By GORDON GLANTZ
GORDONVILLE — Weird thing with me, and I’m sure a lot of you, is that I can recall happenings from decades ago while needing to be repeatedly reminded to take out the trash every Monday night.
A certain song, as much as anything, can provide a ride in a time machine to other events.
This brings me to the song “Dirty Laundry,” released by Don Henley in a solo effort back in 1982.
It was a sharp condemnation of the media, particularly on the television side, as it came at a time when CNN was still a toddler learning to walk as a round-the-clock entity.
Because I listen to retro radio whenever Sofia isn’t in the car to dictate otherwise, I still hear “Dirty Laundry” from time to time.
Just the other day, I realized that as on-point as the song – written by Henley and Danny Kortchmar – was in 1982, when I had decided to major in journalism (primarily to avoid taking more than one math and one science class at Temple), it has proven only more ominous over the decades.
It was this verse that got the few marbles I have left to rattle around:
“We got the bubble-headed-bleach-blond
Who comes on at five
She can tell you ’bout the plane crash with a gleam in her eye
It’s interesting when people die
Give us dirty laundry”
There is a later reference to the boys in the newsroom having a running bet about when someone will die.
It sounds unreal and callous, but it rings true. Sadly. The only real way to stay sane behind the curtain in the business is to become insensitive.
It took only events the magnitude of a 9/11 or a Sandy Hook — or a horrific local murder, like that of Lisa Manderach and her 19-month-old daughter, Devon — to cast a pall over the newsroom.
Not being a full-time newspaper guy in recent years, coupled with the birth of Sofia, has greatly softened my veneer.
When news affects me personally, it not only hits me, but I’m not afraid to show it.
When I cry at the end of the movie, which happens a lot, I’m that guy who has to watch all the credits roll in case someone sees me when I leave.
And when breaking news breaks my heart, it’s increasingly difficult to get up off the canvas.
Such was the case when Tom Petty died last year and, more recently, when the death of Neil Peart was followed closely by that of dear friend Hank Cisco.
These days, news just hits you in an instant.
On Sunday, for example, I was sitting where I am right now – at my laptop – when my cellphone flashed: “Kobe Bryant dead at 41.”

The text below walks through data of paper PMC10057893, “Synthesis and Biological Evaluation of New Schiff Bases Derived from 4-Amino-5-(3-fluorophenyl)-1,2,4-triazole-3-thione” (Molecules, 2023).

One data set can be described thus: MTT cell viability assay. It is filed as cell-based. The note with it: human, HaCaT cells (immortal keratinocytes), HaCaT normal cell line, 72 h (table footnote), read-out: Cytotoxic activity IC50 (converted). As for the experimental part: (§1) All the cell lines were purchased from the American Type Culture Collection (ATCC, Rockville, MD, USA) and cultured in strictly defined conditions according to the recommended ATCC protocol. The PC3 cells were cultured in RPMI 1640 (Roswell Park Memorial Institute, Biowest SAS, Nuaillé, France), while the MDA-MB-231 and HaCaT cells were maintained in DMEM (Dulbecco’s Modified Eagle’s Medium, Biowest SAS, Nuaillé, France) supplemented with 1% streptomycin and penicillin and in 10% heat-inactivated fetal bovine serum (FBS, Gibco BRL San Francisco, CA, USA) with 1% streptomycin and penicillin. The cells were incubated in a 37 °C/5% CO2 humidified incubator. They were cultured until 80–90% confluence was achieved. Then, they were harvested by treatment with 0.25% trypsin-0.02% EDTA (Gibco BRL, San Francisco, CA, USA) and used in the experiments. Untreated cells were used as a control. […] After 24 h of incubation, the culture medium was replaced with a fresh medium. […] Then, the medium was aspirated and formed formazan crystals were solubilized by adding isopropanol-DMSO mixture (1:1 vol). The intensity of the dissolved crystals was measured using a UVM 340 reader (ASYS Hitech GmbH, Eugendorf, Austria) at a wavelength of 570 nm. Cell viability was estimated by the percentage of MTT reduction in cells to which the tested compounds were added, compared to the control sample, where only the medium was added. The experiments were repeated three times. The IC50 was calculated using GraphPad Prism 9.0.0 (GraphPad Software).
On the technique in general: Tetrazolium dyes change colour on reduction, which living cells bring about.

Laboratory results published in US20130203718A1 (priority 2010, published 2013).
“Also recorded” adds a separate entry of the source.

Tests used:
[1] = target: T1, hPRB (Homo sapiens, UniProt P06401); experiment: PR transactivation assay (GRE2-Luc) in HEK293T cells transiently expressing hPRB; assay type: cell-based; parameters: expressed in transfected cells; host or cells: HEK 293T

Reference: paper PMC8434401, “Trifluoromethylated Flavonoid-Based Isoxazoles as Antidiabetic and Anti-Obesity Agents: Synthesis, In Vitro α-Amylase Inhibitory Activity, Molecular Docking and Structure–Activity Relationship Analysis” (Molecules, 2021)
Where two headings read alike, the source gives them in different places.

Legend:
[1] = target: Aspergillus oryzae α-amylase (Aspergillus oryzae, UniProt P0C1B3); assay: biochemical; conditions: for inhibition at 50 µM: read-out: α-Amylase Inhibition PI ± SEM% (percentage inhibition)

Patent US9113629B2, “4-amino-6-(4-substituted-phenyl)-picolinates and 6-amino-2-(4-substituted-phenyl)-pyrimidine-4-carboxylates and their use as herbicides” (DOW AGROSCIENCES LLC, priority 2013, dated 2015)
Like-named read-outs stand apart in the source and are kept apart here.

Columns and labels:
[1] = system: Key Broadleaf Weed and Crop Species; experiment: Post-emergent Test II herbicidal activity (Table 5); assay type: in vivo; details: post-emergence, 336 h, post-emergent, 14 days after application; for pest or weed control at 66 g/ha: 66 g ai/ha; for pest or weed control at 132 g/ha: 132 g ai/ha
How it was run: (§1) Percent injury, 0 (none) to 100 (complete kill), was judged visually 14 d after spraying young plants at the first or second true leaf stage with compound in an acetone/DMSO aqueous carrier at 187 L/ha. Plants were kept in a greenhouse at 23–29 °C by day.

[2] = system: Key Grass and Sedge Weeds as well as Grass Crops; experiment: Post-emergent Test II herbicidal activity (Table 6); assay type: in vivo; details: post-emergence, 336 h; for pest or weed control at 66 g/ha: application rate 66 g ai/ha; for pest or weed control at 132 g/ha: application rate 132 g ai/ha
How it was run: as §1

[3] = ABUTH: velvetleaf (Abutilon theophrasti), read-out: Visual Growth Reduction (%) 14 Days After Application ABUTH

There was no other information, as it was one of the first initial reports.
“Oh, my God,” bellowed this atheist. “Kobe Bryant just died.”
“Oh, my God,” my wife, a practicing Catholic, replied.
When MSNBC was unable to provide much in the way of detail, we turned to CNN.
The news trickled in slow, and with a lot of the misinformation we didn’t run with back in the day, when we needed confirming sources and getting 2-3 people of authority on the record, and I took Sofia to her indoor softball practice not knowing for sure who else was on the private helicopter and how many people were on board.
Reports ranged from Bryant and daughter, Gianna, to the whole family to another teammate of Gianna and her parent.
We since learned the heartbreaking details, and the identities of all the nine victims beyond Bryant and his daughter.
The fact that Gianna was 13 (the age Sofia will be in two months, almost to the day) is enough to give me chills. Sports icon or not, I try not to think about what must have been going through Kobe’s mind knowing he couldn’t protect his daughter as the crash happened.
It was also personal on other levels.
Like an old song on the radio, the tragedy brought back a flood of memories.
Weaned on the Philadelphia Big 5, I remember his dad — Joe “Jelly Bean” Bryant — starring for La Salle before playing for the hometown 76ers (and later the then-San Diego Clippers) before moving on Europe (Kobe was born in Italy).
Back when I was a sports writer (1988-2001, with some comebacks after), the Bryant family had moved back to the area.
By the time Bryant was in high school, you only needed to say “Kobe” to know who was being spoken about. He starred at nearby Lower Merion High School, and was the area’s greatest scholastic player – in an area of many great ones – since the days of Wilt Chamberlain.
I saw him play in the Donofrio tournament at the Fellowship House of Conshohocken, at Norristown High, on his home court at Lower Merion and on the same hallowed Palestra hardwood where I saw his father.
Later on, as fate would have it, I had the opportunity to cover the NBA when Bryant was cutting his teeth with the same Los Angeles Lakers team that he stayed with his entire Hall of Fame career after coming straight to the NBA out of Lower Merion and being drafted 13th overall by Charlotte and traded to Los Angeles for Vlade Divac (after he made it clear he didn’t want to play in Charlotte).
Through this relatively short time interval, I rarely found myself alone – or even in a small group – of reporters around Bryant (including at The Fellowship House).
I know I asked a pre-game question, when he was playing for the Lakers, but I’d be lying if I said I remember what it was (it was possibly about getting booed in his hometown, but don’t quote me).
I just remember that patented smile of his as he looked back over his shoulder and answered.
For now, as the shock waves subside and morph into the dirty laundry of impeachment hearings, it will have to be enough.
This column ran in The Times Herald on January 29, 2020.